Williamson Hawkins plantation

From Bhamwiki
Jump to: navigation, search
A slave cabin on the "Old Hawkins Plantation" as it appeared in a 1912 publication

The Williamson Hawkins plantation was a 2,000-acre cotton plantation established by pioneer settler Williamson Hawkins in the area surrounding the present Thomas neighborhood in the early 1820s.

Originally worked by himself and his wife, Betsy, the operation grew to the point that, by 1860 Hawkins owned 150 slaves, which he employed to produce 100 bales of cotton, as well as other crops such as corn and peaches. He built his own Hawkins Mill to grind the corn and traded at the nearby commercial center of Elyton.

In 1865 a division of Wilson's army camped at the Hawkins plantation. When Major Shipman of the 1st Wisconsin Regiment reached the Hawkins Plantation in March 1865 he found the intact plantation "extensive and prosperous", but described its owner as "cranky and insolent". During their encampment the Union soldiers availed themselves of the farm and its products, using the mill to grind corn and confiscating a keg of peach brandy. General Edward McCook used the house as his staff headquarters during the encampment. After the war, Hawkins reported direct losses of over $16,600, not including the loss of slaves and the devaluation of his land.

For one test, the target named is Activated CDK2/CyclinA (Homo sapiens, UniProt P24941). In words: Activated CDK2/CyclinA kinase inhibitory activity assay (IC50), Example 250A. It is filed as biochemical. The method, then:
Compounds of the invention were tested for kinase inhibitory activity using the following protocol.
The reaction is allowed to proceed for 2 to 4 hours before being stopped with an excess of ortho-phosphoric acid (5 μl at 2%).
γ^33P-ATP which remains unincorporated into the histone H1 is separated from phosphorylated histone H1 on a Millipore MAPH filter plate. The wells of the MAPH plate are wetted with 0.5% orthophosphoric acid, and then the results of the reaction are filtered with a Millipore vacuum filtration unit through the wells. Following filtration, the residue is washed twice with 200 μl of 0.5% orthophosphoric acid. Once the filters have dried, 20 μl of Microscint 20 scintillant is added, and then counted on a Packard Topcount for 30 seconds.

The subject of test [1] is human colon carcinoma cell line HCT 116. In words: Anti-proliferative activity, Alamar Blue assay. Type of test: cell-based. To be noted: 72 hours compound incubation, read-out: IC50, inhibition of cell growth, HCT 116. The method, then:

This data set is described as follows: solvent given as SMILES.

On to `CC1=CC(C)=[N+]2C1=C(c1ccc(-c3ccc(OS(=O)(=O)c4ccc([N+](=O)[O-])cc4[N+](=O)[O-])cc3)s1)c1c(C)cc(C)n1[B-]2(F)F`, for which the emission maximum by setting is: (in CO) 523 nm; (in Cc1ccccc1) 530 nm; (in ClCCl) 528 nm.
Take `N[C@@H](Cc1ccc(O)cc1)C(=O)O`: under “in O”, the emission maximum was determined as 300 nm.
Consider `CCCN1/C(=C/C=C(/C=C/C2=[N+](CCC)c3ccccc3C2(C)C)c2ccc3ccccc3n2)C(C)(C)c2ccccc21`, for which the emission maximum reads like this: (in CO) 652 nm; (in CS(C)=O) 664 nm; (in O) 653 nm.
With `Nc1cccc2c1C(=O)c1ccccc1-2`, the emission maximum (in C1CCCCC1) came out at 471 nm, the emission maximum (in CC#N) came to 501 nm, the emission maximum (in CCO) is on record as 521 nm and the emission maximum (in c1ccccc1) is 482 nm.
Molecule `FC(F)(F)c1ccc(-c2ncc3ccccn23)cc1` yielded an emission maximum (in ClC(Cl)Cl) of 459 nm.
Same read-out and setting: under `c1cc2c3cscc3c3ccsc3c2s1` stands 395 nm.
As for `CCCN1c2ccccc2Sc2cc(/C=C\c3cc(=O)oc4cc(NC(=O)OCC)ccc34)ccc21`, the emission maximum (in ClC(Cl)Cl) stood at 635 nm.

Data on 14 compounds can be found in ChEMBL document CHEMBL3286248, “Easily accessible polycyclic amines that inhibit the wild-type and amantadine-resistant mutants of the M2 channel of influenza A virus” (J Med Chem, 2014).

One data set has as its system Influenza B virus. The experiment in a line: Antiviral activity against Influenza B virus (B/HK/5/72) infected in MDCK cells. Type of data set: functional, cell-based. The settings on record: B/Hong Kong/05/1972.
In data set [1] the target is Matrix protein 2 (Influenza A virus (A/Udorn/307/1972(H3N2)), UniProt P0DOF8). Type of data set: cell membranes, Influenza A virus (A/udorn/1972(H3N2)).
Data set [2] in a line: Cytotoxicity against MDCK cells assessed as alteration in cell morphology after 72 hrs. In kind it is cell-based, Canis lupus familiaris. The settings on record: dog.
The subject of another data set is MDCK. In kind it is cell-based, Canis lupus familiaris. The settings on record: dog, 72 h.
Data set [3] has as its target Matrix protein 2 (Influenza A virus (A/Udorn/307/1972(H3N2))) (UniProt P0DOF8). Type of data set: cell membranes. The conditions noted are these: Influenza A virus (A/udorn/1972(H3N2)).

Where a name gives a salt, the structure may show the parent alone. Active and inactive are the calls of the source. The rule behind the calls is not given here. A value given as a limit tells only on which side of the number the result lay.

Hawkins sold much of his land, for $4 an acre, to the Pioneer Mining and Manufacturing Company in 1886. It became the site of the Thomas Furnaces and, later, Wade Sand and Gravel.

in 1970 Betty Jane McGowen and Mrs A. J. Beaver relocated headstones from the family grave yard to Elyton Cemtery.

References

  • Hamrick, Peggy and Jeff Norrell (1981) Elyton-West End: Birmingham's First Neighborhood. Birmingham: Birmingfind
  • Nabors, Sarah Elizabeth Hawkins (July 31, 1903) "The Hawkins Family of Jefferson County." typed manuscript located in the Special Collections at the Samford University Library
  • Nabors, Lula Hawkins (n. d.) "Williamson Hawkins," and "Hawkins Family Papers." typed manuscripts in the Hill Ferguson Collection (3: 6; 47: 3-4) in the Birmingham Public Library Archives